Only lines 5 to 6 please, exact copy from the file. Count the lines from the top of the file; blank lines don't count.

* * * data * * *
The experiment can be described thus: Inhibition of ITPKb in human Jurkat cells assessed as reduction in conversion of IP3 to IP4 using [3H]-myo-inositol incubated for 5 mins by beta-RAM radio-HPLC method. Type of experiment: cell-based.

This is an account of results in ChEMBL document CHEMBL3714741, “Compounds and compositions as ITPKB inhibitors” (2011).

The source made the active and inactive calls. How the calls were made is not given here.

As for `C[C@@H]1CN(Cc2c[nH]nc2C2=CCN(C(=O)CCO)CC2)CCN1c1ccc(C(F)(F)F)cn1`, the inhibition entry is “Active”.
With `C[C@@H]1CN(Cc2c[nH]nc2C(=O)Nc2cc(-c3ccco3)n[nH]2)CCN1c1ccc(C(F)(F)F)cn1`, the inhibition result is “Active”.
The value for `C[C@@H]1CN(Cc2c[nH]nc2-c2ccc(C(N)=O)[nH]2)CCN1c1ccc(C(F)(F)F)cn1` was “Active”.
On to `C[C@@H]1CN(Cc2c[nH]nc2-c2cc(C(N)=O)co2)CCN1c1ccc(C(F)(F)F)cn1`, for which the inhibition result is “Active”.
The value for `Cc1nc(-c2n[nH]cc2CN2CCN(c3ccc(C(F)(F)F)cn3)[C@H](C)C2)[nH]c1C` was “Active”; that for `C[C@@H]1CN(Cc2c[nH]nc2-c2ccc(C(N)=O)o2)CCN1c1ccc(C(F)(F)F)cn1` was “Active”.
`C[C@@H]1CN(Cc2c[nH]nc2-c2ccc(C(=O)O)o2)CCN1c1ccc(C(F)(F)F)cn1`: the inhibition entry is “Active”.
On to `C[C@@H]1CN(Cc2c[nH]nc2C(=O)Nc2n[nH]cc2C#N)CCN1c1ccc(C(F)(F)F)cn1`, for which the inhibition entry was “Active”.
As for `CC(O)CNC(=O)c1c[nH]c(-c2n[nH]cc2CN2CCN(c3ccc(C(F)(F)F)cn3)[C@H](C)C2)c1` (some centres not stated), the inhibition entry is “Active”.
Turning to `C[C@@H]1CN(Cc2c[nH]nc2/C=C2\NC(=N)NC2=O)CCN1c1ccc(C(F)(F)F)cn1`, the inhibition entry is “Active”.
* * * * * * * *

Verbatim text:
With `C[C@@H]1CN(Cc2c[nH]nc2C(=O)Nc2cc(-c3ccco3)n[nH]2)CCN1c1ccc(C(F)(F)F)cn1`, the inhibition result is “Active”.
The value for `C[C@@H]1CN(Cc2c[nH]nc2-c2ccc(C(N)=O)[nH]2)CCN1c1ccc(C(F)(F)F)cn1` was “Active”.